All summer, as I was networking and meeting with mentors, I kept getting asked the same question over and over again: What’s your dream job? And over and over again, I was stumped, because the thing is, I don’t have a dream job. I’m lucky enough to know what I’m interested in, but that doesn’t mean I have a singular career in mind. But I learned quickly that that’s totally okay. There are so many expectations about landing your dream job, but here are the most common myths that, we promise, you can totally let go.
When people did ask me what my dream job was, I found that an easy solution was just to tell people, “I’ll do anything,” but as one woman reminded me, that answer can seem unfocused and uninspired. Instead, I learned to tell people I want to work with a creative and curious team that’s passionate about how digital media can enhance storytelling. It’s not a normal “dream job,” but it’s a clearer picture of what I want to do, and it’s that kind of vision that will help lead me to a dream job in the future.
[Related: How To Find Your Dream Job]
As technology continues to change and companies’ needs grow and adapt, it’s important to remember your eventual dream job may not exist yet! And that’s totally okay. It would have been impossible 10 years ago to tell Levo 100 honoree and YouTube star Justine Ezarik that in the future, her dream job would consist of making video content for a website that at that time wasn’t even around.
As you weave through your first few jobs, make sure to keep your eyes and ears open for new opportunities. This might even mean listening to your passions and creating your own dream job. Levo 100 honoree Janet Mock said, “I’ve always said that authenticity is the first pathway to any kind of success. To me, it’s my yellow brick road. Only by living my truth have I been able to achieve any kind of semblance of the dream.”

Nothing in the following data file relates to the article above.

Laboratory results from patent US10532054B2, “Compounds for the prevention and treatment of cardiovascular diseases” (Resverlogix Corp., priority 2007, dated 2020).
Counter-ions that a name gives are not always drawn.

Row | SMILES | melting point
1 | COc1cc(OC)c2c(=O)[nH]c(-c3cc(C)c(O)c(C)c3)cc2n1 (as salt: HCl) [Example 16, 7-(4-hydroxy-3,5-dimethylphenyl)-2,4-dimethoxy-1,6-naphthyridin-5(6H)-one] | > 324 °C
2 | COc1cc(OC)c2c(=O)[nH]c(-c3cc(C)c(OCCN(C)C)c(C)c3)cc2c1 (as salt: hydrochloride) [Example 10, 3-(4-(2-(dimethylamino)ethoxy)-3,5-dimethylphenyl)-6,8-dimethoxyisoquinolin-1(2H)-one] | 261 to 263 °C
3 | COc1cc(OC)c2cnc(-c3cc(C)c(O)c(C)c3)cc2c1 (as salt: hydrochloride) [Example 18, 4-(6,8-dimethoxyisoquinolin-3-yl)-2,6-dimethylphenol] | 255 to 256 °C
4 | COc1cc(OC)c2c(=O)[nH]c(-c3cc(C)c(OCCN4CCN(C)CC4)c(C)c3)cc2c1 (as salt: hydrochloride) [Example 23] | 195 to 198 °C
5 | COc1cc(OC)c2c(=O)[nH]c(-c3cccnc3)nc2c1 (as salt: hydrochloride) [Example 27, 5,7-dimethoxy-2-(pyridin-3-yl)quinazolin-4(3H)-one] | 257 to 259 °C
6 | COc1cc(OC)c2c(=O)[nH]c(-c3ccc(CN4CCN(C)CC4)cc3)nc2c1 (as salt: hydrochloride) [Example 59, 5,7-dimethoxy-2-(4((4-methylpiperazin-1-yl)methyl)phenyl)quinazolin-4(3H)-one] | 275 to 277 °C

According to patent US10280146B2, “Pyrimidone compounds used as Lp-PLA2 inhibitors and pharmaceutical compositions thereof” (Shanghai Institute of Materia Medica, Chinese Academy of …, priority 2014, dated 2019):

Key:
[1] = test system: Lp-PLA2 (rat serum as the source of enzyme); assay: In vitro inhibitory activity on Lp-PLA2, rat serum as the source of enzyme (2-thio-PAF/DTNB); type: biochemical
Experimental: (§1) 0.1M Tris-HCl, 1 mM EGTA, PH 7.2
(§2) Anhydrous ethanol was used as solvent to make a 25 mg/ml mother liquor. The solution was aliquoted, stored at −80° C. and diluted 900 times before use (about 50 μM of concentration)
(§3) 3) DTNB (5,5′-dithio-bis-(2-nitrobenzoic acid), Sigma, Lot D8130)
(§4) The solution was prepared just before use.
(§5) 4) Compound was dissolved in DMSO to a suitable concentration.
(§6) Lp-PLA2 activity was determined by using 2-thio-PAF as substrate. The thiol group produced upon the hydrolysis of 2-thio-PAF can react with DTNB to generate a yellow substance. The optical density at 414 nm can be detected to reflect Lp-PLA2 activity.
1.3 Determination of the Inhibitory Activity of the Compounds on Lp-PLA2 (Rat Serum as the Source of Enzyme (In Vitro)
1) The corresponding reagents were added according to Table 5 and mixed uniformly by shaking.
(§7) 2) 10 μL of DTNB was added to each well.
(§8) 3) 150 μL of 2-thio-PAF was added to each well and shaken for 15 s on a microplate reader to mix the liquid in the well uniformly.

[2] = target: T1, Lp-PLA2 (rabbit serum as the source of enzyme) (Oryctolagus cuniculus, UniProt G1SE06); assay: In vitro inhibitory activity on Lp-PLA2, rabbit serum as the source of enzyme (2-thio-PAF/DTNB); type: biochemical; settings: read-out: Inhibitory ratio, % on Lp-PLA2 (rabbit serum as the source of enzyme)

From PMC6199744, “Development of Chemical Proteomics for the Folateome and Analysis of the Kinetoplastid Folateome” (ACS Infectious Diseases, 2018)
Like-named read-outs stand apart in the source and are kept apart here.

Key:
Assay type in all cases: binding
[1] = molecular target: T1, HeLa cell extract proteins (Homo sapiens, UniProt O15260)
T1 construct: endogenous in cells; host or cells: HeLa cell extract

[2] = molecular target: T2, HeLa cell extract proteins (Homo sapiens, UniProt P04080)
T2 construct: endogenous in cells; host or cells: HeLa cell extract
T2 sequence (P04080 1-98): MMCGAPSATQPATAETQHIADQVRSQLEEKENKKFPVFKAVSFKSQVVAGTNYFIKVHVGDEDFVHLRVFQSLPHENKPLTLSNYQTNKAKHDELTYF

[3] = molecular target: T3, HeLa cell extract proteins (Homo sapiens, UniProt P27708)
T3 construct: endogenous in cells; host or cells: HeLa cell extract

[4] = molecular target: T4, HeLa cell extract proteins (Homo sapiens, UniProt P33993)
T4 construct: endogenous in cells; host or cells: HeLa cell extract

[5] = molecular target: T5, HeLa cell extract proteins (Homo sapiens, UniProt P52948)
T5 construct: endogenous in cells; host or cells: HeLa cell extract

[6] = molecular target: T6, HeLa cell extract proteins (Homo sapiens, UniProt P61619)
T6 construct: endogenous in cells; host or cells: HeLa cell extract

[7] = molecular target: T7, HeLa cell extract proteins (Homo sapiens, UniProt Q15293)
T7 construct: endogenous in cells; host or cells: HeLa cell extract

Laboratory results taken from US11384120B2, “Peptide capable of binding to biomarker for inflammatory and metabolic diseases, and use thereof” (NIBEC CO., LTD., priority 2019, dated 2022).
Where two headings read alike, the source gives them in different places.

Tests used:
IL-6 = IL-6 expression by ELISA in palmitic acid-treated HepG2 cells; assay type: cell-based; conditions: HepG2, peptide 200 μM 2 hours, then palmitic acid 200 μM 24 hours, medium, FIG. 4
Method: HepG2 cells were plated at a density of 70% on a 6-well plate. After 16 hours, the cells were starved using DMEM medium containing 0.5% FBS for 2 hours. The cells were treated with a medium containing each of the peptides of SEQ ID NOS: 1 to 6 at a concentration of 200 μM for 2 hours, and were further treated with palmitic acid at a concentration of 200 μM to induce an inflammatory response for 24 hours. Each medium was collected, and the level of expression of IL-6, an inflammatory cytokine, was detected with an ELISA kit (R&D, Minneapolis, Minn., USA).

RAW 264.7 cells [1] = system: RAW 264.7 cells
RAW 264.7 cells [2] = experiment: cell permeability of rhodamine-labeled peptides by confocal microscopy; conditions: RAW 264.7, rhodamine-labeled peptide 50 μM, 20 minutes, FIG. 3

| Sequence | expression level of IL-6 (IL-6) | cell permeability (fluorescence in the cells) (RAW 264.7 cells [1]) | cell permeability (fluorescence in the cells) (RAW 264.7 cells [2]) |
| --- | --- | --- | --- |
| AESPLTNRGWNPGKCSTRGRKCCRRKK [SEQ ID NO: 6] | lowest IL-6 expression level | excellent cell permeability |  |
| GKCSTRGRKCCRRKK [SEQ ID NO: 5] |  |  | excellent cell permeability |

I’m sure we’ve all had that one person in our lives that has something negative to say when we tell them about our dream job. And a lot of times that negative thing happens to revolve around money. (As a journalism student, this happens to me far too often ,and trust me, there’s not enough side-eye in the world for those people.)
Brit Morin, Levo 100 honoree and founder of Brit + Co., knows this all too well. When she was looking to switch careers, she knew she was interested in the creative arts industry. But instead of getting immediately discouraged by a typically difficult field, she did research and found out she could conceivably make money going after what she wanted (turns out the creative arts industry is a $34 billion market!). Morin shows it’s worth really researching and looking into your dream job, because often what you find may surprise you. There’s more than meets the eye, and if you’re willing to put in the hustle, you can probably find a way to do what you love and make it work.
This article originally appeared on Levo and is reprinted with permission.